Given these enhanced expectations, it’s important for us to feel we’re part of a community that promotes knowledge sharing. As leaders of the Internal Evaluation (IE) Topical Interest Group (TIG), we meet periodically to discuss initiatives and priorities for the year. This year we’ve committed to developing a more robust library of resources for new and continuing internal evaluators. This includes the following.

  • As a resource for those who are just entering the field, our aim is to develop a list of “Top 10 Resources for New Internal Evaluators,” which will span topics from logic model development, to communicating about data, to meeting facilitation. Are you a seasoned evaluator with useful resources to share for those who are new to the field? Please share them with us!
  • We’re also pulling together resources for continuing internal evaluators, which will focus more on emerging trends and innovative approaches.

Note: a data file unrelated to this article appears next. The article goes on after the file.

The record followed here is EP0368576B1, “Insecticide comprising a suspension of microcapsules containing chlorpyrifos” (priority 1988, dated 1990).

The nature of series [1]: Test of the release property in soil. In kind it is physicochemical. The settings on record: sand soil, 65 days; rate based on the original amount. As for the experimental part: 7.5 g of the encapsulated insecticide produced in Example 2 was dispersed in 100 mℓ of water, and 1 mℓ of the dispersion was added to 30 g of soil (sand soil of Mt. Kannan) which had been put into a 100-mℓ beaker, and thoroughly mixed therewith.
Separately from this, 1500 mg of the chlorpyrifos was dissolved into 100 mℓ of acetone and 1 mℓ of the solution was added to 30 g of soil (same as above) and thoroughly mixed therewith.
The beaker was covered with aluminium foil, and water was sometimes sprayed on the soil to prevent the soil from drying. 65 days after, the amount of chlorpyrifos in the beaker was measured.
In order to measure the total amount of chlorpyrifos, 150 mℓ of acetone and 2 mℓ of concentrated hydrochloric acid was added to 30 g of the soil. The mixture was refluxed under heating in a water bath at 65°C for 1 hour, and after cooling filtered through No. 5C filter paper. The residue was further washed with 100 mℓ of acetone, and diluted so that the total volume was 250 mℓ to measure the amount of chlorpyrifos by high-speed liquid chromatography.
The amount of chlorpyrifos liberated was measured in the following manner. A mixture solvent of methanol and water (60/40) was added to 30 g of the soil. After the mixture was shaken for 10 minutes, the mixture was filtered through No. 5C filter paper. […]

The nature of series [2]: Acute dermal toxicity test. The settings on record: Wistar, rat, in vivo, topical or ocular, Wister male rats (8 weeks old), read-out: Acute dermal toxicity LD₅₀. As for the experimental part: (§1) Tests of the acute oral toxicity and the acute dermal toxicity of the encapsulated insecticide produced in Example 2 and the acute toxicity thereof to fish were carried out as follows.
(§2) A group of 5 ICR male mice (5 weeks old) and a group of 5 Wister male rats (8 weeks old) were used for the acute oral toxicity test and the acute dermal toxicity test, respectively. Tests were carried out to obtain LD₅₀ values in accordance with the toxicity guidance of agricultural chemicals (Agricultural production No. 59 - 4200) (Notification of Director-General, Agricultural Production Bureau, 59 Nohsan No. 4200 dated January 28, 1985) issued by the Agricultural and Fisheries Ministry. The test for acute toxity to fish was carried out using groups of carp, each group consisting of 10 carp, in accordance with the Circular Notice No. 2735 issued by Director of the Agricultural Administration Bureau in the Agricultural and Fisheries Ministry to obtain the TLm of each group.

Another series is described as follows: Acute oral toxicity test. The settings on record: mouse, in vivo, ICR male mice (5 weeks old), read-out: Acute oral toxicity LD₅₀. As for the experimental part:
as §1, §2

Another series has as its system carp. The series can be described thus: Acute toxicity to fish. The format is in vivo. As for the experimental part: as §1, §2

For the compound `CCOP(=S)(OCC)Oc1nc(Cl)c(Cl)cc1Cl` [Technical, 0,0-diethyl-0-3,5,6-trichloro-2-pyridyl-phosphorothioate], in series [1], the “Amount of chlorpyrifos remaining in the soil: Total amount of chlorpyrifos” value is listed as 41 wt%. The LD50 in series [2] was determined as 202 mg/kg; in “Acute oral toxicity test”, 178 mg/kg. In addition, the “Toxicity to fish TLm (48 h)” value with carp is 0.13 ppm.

We envision our website as a hub for sharing resources and connecting with others in the field, but we also welcome your feedback about what else you’d like to see there. 

In addition to our resource library, the IE TIG regularly does the following:

  • Develop and sponsor engaging AEA conference sessions related to internal evaluation. We’ve received submissions for AEA 2019 and are looking forward to reviewing!
  • Promote opportunities for internal evaluators to network with one another. At our TIG business meeting last fall, we did an activity to better understand our group membership and their needs. We used insights from this activity to inform priorities for the year, which include the resource library and, as a longer-term project, a discussion board or other forum to facilitate more communication between members.